A group of women's torsos as they light sparklers in front of the American flag.

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Though in the past she was not anybody’s favorite thing to talk about, especially by parents who just wanted her married with babies of her own, the single woman is now coming into her own. Single girls are now seeing themselves reflected in movies, music (thank you, Bey), and pop culture at large. But that’s not all: single women are also becoming their own political force, shaping the landscape of politics, conversation, and change in this country.

Rebecca Traister, author of the appropriately-named All the Single Ladies, has actually written the book on the political storm of single women. One of the biggest factors she’s seen in women’s politics is that the age when women “become adults” has changed: women no longer become adults when they get married; now, a kind of “great crossover” has raised the median age of first childbearing so that it is lower than the median age of a first marriage. Traister has lots of ideas about why this crossover has happened, but it’s clear to her that the single American woman is on the rise.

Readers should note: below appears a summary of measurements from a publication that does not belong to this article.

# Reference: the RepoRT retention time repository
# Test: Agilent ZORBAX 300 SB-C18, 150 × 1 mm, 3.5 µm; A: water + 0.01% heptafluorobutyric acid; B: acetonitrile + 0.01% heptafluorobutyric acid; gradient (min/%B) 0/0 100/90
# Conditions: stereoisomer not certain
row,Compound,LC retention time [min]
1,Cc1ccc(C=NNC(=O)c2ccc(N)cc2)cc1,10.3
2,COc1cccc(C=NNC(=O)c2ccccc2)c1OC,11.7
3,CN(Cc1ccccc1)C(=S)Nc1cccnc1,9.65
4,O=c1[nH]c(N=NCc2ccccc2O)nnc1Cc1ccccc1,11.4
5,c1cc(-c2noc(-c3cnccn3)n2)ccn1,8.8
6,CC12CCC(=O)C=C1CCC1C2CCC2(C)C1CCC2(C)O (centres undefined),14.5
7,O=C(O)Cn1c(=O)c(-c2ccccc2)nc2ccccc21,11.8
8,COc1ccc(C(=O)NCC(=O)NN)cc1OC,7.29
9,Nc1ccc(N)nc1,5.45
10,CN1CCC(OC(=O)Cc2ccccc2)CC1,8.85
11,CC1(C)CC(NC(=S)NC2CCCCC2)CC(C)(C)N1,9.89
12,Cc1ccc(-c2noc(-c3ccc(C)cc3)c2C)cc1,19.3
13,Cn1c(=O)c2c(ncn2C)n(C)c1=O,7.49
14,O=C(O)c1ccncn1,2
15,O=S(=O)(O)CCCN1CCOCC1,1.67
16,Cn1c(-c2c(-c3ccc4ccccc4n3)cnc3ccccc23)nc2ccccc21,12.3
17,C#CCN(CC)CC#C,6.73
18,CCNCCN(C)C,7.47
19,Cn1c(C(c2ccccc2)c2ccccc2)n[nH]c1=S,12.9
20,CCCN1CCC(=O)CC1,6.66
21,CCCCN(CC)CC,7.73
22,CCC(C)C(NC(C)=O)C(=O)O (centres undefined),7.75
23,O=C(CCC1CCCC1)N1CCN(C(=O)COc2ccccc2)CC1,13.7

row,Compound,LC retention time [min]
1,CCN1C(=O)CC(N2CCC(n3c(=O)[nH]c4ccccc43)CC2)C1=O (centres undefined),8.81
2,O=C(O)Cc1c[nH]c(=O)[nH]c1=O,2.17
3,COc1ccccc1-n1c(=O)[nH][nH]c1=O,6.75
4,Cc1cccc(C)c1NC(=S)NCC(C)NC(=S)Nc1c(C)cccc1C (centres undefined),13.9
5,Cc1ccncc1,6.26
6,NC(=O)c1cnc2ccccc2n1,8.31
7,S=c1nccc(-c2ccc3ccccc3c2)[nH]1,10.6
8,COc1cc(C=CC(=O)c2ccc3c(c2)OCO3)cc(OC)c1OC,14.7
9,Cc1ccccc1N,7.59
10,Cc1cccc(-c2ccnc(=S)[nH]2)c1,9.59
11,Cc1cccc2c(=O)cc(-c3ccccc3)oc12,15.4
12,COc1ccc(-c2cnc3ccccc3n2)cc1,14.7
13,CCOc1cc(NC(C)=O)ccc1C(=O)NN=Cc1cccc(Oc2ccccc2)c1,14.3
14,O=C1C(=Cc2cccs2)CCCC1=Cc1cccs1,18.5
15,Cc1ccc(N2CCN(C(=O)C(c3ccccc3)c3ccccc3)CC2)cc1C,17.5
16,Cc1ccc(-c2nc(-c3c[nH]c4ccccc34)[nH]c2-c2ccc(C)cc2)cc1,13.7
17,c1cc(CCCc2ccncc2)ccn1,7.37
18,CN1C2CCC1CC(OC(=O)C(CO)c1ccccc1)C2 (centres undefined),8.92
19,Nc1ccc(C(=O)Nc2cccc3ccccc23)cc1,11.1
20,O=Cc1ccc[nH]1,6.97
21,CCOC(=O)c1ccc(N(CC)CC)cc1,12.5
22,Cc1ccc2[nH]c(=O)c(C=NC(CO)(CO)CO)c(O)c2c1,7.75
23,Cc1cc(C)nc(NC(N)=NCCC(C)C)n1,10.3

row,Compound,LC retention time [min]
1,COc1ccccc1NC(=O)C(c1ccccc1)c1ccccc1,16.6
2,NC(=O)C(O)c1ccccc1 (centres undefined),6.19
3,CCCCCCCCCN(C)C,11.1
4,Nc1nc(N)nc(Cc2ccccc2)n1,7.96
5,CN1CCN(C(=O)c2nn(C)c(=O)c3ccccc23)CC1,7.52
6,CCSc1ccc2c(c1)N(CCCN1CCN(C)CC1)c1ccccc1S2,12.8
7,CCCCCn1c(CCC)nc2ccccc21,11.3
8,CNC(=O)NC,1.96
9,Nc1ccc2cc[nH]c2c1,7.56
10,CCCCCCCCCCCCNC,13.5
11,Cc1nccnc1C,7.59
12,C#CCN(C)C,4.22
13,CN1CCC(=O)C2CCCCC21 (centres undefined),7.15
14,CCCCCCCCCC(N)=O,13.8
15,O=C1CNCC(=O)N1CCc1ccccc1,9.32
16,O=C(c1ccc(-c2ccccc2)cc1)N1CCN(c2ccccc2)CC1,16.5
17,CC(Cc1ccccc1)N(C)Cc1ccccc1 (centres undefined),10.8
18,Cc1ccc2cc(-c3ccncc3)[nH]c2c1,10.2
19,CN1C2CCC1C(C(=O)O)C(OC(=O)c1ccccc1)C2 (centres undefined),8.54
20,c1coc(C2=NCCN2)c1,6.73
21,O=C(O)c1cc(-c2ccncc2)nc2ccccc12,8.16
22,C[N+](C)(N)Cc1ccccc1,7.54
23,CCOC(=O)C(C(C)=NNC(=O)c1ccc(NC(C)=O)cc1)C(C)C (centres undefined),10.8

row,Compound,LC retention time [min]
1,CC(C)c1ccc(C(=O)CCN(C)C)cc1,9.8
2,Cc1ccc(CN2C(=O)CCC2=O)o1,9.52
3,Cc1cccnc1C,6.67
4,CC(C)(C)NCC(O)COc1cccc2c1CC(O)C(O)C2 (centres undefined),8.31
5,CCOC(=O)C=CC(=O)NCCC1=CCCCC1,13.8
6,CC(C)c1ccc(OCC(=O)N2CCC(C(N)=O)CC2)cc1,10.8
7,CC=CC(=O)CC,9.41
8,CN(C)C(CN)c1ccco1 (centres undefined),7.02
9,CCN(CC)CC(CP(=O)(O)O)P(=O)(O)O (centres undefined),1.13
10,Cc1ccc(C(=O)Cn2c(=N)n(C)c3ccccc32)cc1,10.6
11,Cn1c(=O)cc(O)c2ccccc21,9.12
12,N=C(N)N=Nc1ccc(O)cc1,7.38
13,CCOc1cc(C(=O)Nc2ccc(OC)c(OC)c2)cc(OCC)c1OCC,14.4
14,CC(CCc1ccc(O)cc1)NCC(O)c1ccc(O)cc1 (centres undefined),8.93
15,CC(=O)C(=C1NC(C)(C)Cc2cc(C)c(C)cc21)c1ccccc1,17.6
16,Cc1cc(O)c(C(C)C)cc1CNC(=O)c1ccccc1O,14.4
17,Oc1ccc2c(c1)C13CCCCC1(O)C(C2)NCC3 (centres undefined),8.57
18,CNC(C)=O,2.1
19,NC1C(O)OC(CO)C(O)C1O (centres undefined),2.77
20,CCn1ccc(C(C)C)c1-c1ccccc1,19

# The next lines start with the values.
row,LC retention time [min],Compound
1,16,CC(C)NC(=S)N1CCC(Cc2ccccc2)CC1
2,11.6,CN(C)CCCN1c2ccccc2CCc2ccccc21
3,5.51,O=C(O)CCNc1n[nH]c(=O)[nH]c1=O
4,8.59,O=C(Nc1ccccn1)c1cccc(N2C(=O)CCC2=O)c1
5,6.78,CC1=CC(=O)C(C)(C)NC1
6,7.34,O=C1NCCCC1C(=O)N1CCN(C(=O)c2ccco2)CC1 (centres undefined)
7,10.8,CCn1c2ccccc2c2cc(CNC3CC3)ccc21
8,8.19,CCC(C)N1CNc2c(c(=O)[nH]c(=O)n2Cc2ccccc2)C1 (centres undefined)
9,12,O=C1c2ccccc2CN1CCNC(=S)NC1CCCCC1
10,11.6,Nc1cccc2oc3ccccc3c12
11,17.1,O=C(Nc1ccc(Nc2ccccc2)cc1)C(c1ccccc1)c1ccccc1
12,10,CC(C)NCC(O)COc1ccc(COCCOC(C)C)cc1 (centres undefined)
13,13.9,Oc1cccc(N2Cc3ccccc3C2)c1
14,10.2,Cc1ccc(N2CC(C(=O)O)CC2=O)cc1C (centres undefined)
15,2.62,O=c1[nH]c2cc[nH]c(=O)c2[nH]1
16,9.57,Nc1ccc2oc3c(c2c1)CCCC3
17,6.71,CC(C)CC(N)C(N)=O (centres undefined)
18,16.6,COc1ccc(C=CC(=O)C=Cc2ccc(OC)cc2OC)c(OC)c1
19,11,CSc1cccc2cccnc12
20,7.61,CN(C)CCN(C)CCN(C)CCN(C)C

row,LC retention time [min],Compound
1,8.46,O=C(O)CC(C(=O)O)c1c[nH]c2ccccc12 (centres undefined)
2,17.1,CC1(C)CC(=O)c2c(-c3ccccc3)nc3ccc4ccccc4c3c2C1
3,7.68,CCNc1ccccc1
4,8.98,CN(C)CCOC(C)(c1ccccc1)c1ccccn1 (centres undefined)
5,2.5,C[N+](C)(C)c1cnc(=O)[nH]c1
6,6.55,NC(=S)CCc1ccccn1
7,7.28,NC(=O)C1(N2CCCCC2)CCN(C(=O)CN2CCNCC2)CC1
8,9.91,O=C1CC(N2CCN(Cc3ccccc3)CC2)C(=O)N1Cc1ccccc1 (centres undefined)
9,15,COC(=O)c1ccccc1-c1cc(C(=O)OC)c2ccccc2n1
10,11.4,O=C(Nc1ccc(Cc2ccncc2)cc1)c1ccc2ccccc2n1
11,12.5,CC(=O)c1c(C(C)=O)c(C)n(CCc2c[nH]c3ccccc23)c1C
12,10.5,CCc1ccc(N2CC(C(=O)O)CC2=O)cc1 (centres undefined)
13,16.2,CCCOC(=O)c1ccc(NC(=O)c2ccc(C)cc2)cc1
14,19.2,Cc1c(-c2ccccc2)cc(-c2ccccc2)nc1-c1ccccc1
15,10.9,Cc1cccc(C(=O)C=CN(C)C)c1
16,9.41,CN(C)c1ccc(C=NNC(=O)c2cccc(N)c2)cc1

The realities of what it is like to be female have become a vocal force for change in American politics as women begin to speak up about them—and be heard. “The practicalities of female life independent of marriage give rise to demands for pay equity, paid family leave, a higher minimum wage, universal pre-K, lowered college costs, more affordable healthcare, and broadly accessible reproductive rights,” says New York Magazine.

Additionally, unmarried women tend to lean very left, politically, which makes sense as leftist politics tend to be the ones to embrace individual reproductive rights. Single women voted for Obama in 2012 by a large margin—67 to 31 percent—while married women were more likely to vote for Romney. Currently, unmarried women are more likely to cast a vote for Bernie Sanders than they are for Hillary Clinton—not because that’s “where the boys are,” as Gloria Steinem disappointingly put it, but because his more leftist ideas are more likely to give women what the government has so far not provided for them.

The American single woman represents a new shift in the nation’s politics—a new relationship between women and their government. How the 2016 election will go remains to be seen, but Traister expects more women will vote Sanders than Clinton, and certainly more women in general will be voting with leftist intentions.

About 

Mary Summers is a recent college grad and freelance writer residing in the Pacific Northwest. She loves writing about trending topics, health and beauty advice, music, film, and television.